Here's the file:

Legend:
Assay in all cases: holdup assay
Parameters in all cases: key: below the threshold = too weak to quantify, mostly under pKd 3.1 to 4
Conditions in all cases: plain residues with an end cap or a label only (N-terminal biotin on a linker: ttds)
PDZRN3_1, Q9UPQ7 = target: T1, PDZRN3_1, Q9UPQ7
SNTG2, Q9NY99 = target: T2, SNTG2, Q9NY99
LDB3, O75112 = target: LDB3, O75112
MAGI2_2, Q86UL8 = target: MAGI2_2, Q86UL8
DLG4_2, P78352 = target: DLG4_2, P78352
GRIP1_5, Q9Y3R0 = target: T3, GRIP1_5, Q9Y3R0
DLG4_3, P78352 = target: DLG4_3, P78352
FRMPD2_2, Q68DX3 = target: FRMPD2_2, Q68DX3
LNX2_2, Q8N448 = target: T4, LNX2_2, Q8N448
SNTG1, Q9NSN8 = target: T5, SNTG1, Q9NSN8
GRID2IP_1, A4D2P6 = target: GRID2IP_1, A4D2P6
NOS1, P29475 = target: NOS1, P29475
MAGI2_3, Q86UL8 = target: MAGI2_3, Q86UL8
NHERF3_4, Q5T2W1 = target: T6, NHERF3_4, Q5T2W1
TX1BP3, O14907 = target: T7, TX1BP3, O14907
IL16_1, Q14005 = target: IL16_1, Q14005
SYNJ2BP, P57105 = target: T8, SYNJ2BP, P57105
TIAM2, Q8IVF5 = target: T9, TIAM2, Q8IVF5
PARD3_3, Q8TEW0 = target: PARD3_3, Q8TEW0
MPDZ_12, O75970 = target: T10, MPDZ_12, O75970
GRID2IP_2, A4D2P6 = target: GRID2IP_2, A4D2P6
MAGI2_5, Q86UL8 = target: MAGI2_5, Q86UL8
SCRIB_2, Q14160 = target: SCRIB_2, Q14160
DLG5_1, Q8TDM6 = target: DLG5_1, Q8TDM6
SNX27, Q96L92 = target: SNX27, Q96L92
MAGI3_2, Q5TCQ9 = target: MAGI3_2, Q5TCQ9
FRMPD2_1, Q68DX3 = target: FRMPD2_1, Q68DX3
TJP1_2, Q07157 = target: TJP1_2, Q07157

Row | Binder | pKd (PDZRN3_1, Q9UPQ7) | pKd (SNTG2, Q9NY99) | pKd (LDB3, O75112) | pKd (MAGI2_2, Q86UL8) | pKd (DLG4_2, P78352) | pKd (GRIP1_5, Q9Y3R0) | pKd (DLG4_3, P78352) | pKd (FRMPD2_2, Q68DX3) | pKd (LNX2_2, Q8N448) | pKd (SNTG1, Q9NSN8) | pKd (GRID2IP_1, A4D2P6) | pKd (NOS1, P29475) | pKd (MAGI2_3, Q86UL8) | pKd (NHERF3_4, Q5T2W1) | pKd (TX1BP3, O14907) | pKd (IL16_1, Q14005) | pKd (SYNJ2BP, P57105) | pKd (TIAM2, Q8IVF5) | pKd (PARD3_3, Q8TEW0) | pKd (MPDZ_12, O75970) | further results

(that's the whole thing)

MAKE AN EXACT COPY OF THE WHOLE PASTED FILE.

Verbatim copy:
Legend:
Assay in all cases: holdup assay
Parameters in all cases: key: below the threshold = too weak to quantify, mostly under pKd 3.1 to 4
Conditions in all cases: plain residues with an end cap or a label only (N-terminal biotin on a linker: ttds)
PDZRN3_1, Q9UPQ7 = target: T1, PDZRN3_1, Q9UPQ7
SNTG2, Q9NY99 = target: T2, SNTG2, Q9NY99
LDB3, O75112 = target: LDB3, O75112
MAGI2_2, Q86UL8 = target: MAGI2_2, Q86UL8
DLG4_2, P78352 = target: DLG4_2, P78352
GRIP1_5, Q9Y3R0 = target: T3, GRIP1_5, Q9Y3R0
DLG4_3, P78352 = target: DLG4_3, P78352
FRMPD2_2, Q68DX3 = target: FRMPD2_2, Q68DX3
LNX2_2, Q8N448 = target: T4, LNX2_2, Q8N448
SNTG1, Q9NSN8 = target: T5, SNTG1, Q9NSN8
GRID2IP_1, A4D2P6 = target: GRID2IP_1, A4D2P6
NOS1, P29475 = target: NOS1, P29475
MAGI2_3, Q86UL8 = target: MAGI2_3, Q86UL8
NHERF3_4, Q5T2W1 = target: T6, NHERF3_4, Q5T2W1
TX1BP3, O14907 = target: T7, TX1BP3, O14907
IL16_1, Q14005 = target: IL16_1, Q14005
SYNJ2BP, P57105 = target: T8, SYNJ2BP, P57105
TIAM2, Q8IVF5 = target: T9, TIAM2, Q8IVF5
PARD3_3, Q8TEW0 = target: PARD3_3, Q8TEW0
MPDZ_12, O75970 = target: T10, MPDZ_12, O75970
GRID2IP_2, A4D2P6 = target: GRID2IP_2, A4D2P6
MAGI2_5, Q86UL8 = target: MAGI2_5, Q86UL8
SCRIB_2, Q14160 = target: SCRIB_2, Q14160
DLG5_1, Q8TDM6 = target: DLG5_1, Q8TDM6
SNX27, Q96L92 = target: SNX27, Q96L92
MAGI3_2, Q5TCQ9 = target: MAGI3_2, Q5TCQ9
FRMPD2_1, Q68DX3 = target: FRMPD2_1, Q68DX3
TJP1_2, Q07157 = target: TJP1_2, Q07157

Row | Binder | pKd (PDZRN3_1, Q9UPQ7) | pKd (SNTG2, Q9NY99) | pKd (LDB3, O75112) | pKd (MAGI2_2, Q86UL8) | pKd (DLG4_2, P78352) | pKd (GRIP1_5, Q9Y3R0) | pKd (DLG4_3, P78352) | pKd (FRMPD2_2, Q68DX3) | pKd (LNX2_2, Q8N448) | pKd (SNTG1, Q9NSN8) | pKd (GRID2IP_1, A4D2P6) | pKd (NOS1, P29475) | pKd (MAGI2_3, Q86UL8) | pKd (NHERF3_4, Q5T2W1) | pKd (TX1BP3, O14907) | pKd (IL16_1, Q14005) | pKd (SYNJ2BP, P57105) | pKd (TIAM2, Q8IVF5) | pKd (PARD3_3, Q8TEW0) | pKd (MPDZ_12, O75970) | further results